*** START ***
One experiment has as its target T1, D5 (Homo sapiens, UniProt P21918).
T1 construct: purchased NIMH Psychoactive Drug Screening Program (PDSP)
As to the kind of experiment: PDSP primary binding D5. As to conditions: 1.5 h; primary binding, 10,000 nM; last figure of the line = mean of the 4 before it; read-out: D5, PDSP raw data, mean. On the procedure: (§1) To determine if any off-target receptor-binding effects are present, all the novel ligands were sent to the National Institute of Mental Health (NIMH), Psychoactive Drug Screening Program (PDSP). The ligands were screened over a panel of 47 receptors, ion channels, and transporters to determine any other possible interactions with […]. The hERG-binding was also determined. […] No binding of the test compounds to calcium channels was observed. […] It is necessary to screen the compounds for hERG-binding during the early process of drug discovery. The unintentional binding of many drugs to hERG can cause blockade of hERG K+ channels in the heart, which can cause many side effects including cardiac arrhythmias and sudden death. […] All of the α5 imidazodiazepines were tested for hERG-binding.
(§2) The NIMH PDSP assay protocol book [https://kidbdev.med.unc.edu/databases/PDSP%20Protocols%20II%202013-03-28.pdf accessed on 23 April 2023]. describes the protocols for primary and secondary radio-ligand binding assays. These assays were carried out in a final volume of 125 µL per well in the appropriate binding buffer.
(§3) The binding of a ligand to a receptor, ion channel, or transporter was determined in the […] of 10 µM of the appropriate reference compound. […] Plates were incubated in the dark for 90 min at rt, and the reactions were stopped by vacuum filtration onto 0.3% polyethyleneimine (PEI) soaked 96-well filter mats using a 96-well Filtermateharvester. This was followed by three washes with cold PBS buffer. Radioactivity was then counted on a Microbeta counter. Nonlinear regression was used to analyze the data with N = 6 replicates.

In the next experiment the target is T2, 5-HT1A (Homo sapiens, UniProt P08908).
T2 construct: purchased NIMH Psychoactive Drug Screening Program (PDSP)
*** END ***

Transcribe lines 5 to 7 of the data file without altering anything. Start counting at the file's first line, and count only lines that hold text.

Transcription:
(§3) The binding of a ligand to a receptor, ion channel, or transporter was determined in the […] of 10 µM of the appropriate reference compound. […] Plates were incubated in the dark for 90 min at rt, and the reactions were stopped by vacuum filtration onto 0.3% polyethyleneimine (PEI) soaked 96-well filter mats using a 96-well Filtermateharvester. This was followed by three washes with cold PBS buffer. Radioactivity was then counted on a Microbeta counter. Nonlinear regression was used to analyze the data with N = 6 replicates.

In the next experiment the target is T2, 5-HT1A (Homo sapiens, UniProt P08908).
T2 construct: purchased NIMH Psychoactive Drug Screening Program (PDSP)